The partnership also promotes security and stability in conflict-stricken provinces with eligibility for assistance in all areas of Indonesia. Question 3 . Equity implications of aid A recent Australian Agency for International Development white paper states that Australia’s security depends on the success of poverty-reduction programs such as the one current in Indonesia. Success is shown in Indonesia’s increased economic growth, regional stability and cooperation with Australia. However, negative outcomes are argued to result from overly political or unrealistic aid policies which increase the vulnerability of the poor they seek to target.
Discrimination by the Indonesian army and government in distributing aid sent to afflicted areas is also a problem, highlighting the need for not just financial aid but recognition of human rights standards. Below are examples of argued economic and social inequity linked to policies and practices of aid to Indonesia. Economic growth, social consequences Equity issues have arisen from the emphasis put by aid agencies on aggregate economic growth over economic disparity and its social consequences.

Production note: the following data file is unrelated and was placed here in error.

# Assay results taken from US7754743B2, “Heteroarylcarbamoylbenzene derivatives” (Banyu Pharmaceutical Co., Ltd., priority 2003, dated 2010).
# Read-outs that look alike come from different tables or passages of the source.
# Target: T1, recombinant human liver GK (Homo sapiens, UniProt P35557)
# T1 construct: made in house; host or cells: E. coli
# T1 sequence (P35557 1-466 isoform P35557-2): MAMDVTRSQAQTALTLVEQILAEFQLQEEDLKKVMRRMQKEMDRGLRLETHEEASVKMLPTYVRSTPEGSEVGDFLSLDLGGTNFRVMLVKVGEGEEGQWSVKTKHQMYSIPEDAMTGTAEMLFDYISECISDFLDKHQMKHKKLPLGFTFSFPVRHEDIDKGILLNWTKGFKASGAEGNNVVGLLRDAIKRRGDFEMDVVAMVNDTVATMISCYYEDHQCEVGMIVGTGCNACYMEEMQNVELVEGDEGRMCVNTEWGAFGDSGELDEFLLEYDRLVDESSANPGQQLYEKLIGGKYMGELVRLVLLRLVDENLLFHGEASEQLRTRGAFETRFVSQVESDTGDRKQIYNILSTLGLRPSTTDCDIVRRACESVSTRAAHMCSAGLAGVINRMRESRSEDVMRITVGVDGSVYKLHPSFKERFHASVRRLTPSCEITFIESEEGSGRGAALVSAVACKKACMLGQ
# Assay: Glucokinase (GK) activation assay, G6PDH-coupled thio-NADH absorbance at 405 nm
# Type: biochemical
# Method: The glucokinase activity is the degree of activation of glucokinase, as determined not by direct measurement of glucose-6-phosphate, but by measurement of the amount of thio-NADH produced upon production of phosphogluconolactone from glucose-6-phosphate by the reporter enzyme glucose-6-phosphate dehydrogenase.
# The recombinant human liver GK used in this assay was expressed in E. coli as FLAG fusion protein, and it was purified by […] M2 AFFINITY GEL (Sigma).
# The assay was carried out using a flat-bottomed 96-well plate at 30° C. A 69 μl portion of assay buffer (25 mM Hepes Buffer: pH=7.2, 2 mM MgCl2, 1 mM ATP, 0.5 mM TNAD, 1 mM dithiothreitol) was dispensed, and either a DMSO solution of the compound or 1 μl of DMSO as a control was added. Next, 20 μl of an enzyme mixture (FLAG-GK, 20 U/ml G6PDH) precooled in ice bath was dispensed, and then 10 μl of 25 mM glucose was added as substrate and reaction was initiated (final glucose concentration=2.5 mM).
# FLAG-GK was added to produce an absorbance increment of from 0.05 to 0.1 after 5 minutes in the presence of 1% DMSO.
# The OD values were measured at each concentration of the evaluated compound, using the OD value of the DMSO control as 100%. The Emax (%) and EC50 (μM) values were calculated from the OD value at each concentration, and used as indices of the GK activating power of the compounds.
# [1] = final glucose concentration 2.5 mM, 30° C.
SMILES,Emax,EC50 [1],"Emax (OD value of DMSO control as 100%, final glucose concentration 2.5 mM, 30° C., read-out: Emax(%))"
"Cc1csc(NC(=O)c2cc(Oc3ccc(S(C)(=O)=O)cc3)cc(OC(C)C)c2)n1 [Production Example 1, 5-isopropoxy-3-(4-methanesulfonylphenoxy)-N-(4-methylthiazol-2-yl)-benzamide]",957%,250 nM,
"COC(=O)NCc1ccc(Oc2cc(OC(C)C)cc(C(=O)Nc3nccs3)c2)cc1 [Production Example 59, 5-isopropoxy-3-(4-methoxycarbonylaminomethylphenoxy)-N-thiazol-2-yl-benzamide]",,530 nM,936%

The assumption that increases in GDP will increase social benefits is shown to be debatable, with decades of economic growth in Indonesia still leaving highly unequal levels of income distribution and, as aid agencies state, more than half the population of Indonesia still living on less than $2 a day. Concerns over the effectiveness of aid policies have also arisen over the majority of 2004 tsunami aid being left out. Less than an eighth of the Australian aid money promised to Indonesia has gone to the region as at mid 2006, with many survivors still living in substandard shelters and without adequate health care and other basic services.